On the other point, it has to be registered voters. Going on residents of any kind will get you into a hugely complex mess. First, you end up with constituencies with small numbers of voters if you have a big prison present (even more complex if prisoner voting is brought in for some prisoners), or a large number of asylum seekers, etc. If you carry this logic down to local election level it gets even worse, as you’d have entire wards that were just a prison, or just a boarding school, etc.

    Then you get more problems because you have to count children among the numbers of residents. After all, if the argument is that people not registered to vote still have to be looked after, that doesnt stop just because those people are under 18. Therefore, rural seats and seaside retirement-town seats become huge in numbers of voters compared to suburban and inner-city seats because the former contain hardly any children. If the logic is followed strictly, some seaside towns could have double the number of actual voters to child-heavy suburban seats. If the logic isnt followed strictly, then why bother?

    The argument about having more work to do in a constituency if there are more unregistered voters is a red-herring. That opens up a whole can of worms with MPs/cllrs giving the old “my constituency is more difficult than yours” line. In fact the “difficulty” of representing an area has very little to do with the number of people in it, and much more to do with the type of people in it and the endemic problems in that area. If we are to base constituency size on how “difficult” we think representing it is, then a whole new complex and subjective argument appears about the demographics of every constituency. Inevitably, Labour will argue that deprivation makes it harder, while the Tories will argue that huge rural constituencies make it harder.

    The cleanest and clearest rule to follow is that constituency size should be linked to number of voters. Simple, easy, fast, logical, honest.

  • Anthony Aloysius St 27th Nov '10 - 11:27am

    “If we are to base constituency size on how “difficult” we think representing it is, then a whole new complex and subjective argument appears about the demographics of every constituency.”

    Well, quite. People will be suggesting exceptions should be made for geographically large constituencies next …

  • A different view 27th Nov '10 - 11:31am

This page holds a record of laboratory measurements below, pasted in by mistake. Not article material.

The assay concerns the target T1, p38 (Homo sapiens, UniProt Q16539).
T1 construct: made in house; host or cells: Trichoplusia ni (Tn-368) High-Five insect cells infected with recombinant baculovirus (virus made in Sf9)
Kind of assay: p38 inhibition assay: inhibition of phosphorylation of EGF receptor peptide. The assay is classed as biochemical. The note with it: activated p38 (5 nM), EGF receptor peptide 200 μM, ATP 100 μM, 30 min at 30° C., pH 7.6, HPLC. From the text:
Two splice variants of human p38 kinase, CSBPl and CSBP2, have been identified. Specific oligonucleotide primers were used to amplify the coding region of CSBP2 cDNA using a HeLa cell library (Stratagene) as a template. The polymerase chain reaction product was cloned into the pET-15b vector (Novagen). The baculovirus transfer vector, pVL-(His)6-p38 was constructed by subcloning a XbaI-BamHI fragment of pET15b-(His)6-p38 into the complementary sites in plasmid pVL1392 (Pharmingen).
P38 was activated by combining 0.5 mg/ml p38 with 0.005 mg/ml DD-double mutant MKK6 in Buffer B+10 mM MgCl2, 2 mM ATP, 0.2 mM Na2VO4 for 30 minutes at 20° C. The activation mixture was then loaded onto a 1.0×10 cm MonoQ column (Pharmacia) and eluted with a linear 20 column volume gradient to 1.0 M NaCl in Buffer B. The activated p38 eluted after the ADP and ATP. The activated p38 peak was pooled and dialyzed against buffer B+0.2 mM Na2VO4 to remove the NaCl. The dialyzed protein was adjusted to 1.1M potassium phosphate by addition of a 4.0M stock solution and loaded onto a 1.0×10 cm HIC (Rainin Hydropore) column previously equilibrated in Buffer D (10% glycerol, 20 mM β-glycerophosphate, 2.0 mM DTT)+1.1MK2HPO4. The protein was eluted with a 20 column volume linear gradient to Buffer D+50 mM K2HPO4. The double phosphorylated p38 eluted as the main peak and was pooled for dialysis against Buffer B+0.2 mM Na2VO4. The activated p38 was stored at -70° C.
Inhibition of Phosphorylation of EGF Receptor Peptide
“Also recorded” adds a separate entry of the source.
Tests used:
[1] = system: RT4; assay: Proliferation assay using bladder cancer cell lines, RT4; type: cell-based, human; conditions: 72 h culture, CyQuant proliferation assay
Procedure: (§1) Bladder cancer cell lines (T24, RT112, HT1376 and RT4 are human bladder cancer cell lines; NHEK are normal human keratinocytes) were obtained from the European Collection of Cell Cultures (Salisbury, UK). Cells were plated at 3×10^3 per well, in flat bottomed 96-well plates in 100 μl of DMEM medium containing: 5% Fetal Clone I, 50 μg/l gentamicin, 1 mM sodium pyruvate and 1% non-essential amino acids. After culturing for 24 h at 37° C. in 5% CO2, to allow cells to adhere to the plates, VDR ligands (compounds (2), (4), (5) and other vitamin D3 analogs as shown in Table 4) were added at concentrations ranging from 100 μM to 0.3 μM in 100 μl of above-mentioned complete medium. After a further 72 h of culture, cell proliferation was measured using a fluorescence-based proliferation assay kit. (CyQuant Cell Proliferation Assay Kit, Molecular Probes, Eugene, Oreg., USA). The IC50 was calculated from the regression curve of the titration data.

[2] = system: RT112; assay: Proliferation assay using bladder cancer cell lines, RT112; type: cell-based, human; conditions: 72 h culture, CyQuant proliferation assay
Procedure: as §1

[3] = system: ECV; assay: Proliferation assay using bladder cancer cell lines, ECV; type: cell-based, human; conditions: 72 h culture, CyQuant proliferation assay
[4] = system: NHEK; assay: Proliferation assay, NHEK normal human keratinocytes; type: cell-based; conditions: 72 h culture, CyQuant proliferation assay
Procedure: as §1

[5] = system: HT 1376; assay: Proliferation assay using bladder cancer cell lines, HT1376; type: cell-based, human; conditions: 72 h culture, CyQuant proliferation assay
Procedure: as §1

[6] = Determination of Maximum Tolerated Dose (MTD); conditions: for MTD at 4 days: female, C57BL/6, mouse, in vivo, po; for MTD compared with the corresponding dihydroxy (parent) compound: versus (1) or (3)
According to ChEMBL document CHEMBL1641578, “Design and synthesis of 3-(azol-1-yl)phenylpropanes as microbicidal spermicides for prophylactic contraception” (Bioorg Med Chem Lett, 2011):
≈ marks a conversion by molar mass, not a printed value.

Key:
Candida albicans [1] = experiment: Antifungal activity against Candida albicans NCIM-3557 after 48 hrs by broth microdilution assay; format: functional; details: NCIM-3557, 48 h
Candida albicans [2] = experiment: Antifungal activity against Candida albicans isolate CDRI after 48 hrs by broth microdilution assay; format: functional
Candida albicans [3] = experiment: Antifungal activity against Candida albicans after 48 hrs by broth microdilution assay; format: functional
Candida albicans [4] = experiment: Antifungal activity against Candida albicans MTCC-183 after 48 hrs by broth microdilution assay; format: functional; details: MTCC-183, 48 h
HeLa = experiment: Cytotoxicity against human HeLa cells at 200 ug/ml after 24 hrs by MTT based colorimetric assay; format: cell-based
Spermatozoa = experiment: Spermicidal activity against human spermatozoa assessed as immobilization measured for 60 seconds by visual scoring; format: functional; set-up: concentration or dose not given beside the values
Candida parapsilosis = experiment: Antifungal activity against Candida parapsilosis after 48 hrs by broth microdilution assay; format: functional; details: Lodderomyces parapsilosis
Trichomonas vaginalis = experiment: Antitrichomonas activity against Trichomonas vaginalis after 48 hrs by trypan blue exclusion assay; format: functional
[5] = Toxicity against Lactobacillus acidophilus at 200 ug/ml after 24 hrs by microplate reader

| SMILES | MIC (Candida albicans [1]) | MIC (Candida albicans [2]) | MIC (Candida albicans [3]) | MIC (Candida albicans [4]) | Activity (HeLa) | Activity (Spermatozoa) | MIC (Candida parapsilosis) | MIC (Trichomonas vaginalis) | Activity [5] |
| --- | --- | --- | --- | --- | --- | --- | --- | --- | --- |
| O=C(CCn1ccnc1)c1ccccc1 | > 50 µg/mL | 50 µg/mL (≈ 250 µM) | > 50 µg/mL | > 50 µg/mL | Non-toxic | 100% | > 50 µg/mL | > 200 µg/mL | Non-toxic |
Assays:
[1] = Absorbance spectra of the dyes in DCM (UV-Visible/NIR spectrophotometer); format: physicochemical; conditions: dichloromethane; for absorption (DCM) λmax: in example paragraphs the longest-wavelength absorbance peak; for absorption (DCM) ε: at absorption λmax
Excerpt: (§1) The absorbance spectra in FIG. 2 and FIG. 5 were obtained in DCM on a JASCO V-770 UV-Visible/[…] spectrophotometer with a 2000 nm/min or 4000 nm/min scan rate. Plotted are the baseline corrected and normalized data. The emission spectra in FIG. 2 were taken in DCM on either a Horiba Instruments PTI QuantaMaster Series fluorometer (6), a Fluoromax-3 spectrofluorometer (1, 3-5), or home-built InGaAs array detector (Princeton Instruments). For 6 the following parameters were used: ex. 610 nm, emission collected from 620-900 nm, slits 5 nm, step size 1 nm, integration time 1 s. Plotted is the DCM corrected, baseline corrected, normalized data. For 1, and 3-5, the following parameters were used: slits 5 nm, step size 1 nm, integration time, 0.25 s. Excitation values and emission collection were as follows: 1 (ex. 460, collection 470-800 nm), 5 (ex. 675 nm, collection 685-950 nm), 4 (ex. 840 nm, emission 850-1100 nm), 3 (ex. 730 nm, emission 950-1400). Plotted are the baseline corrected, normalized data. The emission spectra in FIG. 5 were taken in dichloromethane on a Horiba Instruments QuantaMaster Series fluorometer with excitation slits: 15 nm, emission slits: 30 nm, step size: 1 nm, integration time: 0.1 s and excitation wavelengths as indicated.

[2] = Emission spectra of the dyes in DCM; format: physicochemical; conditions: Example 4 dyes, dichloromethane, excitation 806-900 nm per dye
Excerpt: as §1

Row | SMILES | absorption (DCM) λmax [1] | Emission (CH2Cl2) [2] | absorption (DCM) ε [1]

This post was a bit confused. The debate about drawing boundaries is not primarily focussed on whether seats should be drawn on the basis of registered voters or population. Although there is an argument for the latter, it is generally agreed that the registered electorate is a more legitimate and stable basis for constructing the electoral map. One of the central complaints about the Bill stems from the fact that not all eligible voters are currently registered to vote; yet Nick Clegg’s timetable for the boundary review requires the December 2010 electoral roll to be used as the basis for drawing new boundaries. He himself admits that over 3.5 million eligible voters will therefore be ignored. Under registration is most acute in urban areas and the majority are young people, poor people, and those from ethnic minorities. Ignoring these people from the review will therefore produce a distorted electoral landscape. So there is an objection to the timing of this reform, which is undemocratic. There are also objections to other aspects of the boundary review process. To make seats more equal in size – a principle that everyone accepts – the Bill will set a new UK wide electoral quota (of approx 75,800) and stipulate that the paramount rule for the Boundary Commission to follow when drawing constituencies is that no seats are than 5% above or below that number. Except, of course, the exempted Scottish seats. The problem is that this very tight limit on disparity from the ideal quota will lead to strange constituencies that ignore georgraphy, history and community. In fact the Bill itself recognises the impracticality of the 5% margin of error in respect of Northern Ireland, and there is a separate clause to disallow it there! No such allowance is applied elsewhere. Ordinarily, as happened in Scotland in 2007 when there was an attempt to draw the MSP seat boundaries according to rigid mathemitcal rules designed to produce greater equality, local public inquiries would enable communities to object to impractical or unpopular Boundary Commission recommendations. For example, in Scotland there were widespread complainsts about seats that crossed the River Clyde and so on, and recommendations were changed. But the PVSC Bill abolishes the right to hold a public inquiry into future Boundary Commission recommendations. Not very localist. It does that because inquiries can take time and so would disrupt the government’s determination to complete the review in time for the next election. Many argue, especially on the Labour side, that this is putting party interest before the public interest. On that note, the decision to shrink the Commons to 600 seats is clearly politically motivated. That figure was in the neither the Lib Dem nor Tory manifestos. Both advocated an even smaller House before the election. But their internal modelling – notably that done by CCHQ – revealed that once the House is cut below 600 the number of Tory seats that end up being abolished rises considerably. So they drew the line there. That said the Bill is aimed at solving a legitimate political problem in the eyes of the Tories – which is that Labour gets more seats than its total vote would seem to warrant. This is a recent development. In the 1950s amd 1960s the system aided the Conservatives in this way. Labour’s current advantage in this respect is down to two factors: one is that turnout in many Labour held seats is lower than that for the other parties, which exaggerates the calculation that fewer votes returns more seats. The bigger issue is the distribution of the Labour vote, which in geographical terms is located more efficiently for the purposes of first-past-the-post system than either the Tory or Lib Dem vote. But the Bill doesn’t actually address this fundamental issue. It hurts Labour electorally that’s for sure – that is the point of it – albeit it does so in a clumsy and undemocratic way that will do wider damage to the political process. The irony is that there is only one way of fundamentally resolving the problem of turning the proportion of votes into an equal proportion of seats – Proportional Representation. But that’s not in the Bill. The referendum is only about AV, which as every Liberal Democrat will know, is the only electoral system that can produce a more disproportionate outcome than FPTP.